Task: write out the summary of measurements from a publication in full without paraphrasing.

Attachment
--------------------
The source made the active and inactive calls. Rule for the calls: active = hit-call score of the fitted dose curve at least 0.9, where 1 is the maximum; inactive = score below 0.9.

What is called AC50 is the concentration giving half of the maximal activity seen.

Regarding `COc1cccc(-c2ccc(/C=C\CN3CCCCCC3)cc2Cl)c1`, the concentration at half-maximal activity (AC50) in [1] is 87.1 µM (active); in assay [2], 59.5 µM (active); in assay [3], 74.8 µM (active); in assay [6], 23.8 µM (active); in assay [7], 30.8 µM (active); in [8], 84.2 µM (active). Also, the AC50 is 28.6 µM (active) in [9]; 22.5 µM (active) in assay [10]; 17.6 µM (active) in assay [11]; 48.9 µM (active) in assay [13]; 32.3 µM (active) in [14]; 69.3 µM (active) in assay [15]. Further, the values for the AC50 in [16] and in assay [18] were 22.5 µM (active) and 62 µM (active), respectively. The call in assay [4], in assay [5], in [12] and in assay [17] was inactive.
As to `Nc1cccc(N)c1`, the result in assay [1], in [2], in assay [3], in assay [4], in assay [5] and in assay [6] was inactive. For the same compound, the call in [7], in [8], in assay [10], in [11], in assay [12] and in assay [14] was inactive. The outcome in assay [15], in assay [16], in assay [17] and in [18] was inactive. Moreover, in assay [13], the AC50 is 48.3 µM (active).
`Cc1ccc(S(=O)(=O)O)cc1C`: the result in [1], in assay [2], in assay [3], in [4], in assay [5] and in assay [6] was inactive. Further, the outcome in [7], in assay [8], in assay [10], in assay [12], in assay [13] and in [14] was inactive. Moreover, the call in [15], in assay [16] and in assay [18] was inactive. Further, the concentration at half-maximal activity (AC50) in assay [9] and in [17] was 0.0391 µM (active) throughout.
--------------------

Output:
The source made the active and inactive calls. Rule for the calls: active = hit-call score of the fitted dose curve at least 0.9, where 1 is the maximum; inactive = score below 0.9.

What is called AC50 is the concentration giving half of the maximal activity seen.

Regarding `COc1cccc(-c2ccc(/C=C\CN3CCCCCC3)cc2Cl)c1`, the concentration at half-maximal activity (AC50) in [1] is 87.1 µM (active); in assay [2], 59.5 µM (active); in assay [3], 74.8 µM (active); in assay [6], 23.8 µM (active); in assay [7], 30.8 µM (active); in [8], 84.2 µM (active). Also, the AC50 is 28.6 µM (active) in [9]; 22.5 µM (active) in assay [10]; 17.6 µM (active) in assay [11]; 48.9 µM (active) in assay [13]; 32.3 µM (active) in [14]; 69.3 µM (active) in assay [15]. Further, the values for the AC50 in [16] and in assay [18] were 22.5 µM (active) and 62 µM (active), respectively. The call in assay [4], in assay [5], in [12] and in assay [17] was inactive.
As to `Nc1cccc(N)c1`, the result in assay [1], in [2], in assay [3], in assay [4], in assay [5] and in assay [6] was inactive. For the same compound, the call in [7], in [8], in assay [10], in [11], in assay [12] and in assay [14] was inactive. The outcome in assay [15], in assay [16], in assay [17] and in [18] was inactive. Moreover, in assay [13], the AC50 is 48.3 µM (active).
`Cc1ccc(S(=O)(=O)O)cc1C`: the result in [1], in assay [2], in assay [3], in [4], in assay [5] and in assay [6] was inactive. Further, the outcome in [7], in assay [8], in assay [10], in assay [12], in assay [13] and in [14] was inactive. Moreover, the call in [15], in assay [16] and in assay [18] was inactive. Further, the concentration at half-maximal activity (AC50) in assay [9] and in [17] was 0.0391 µM (active) throughout.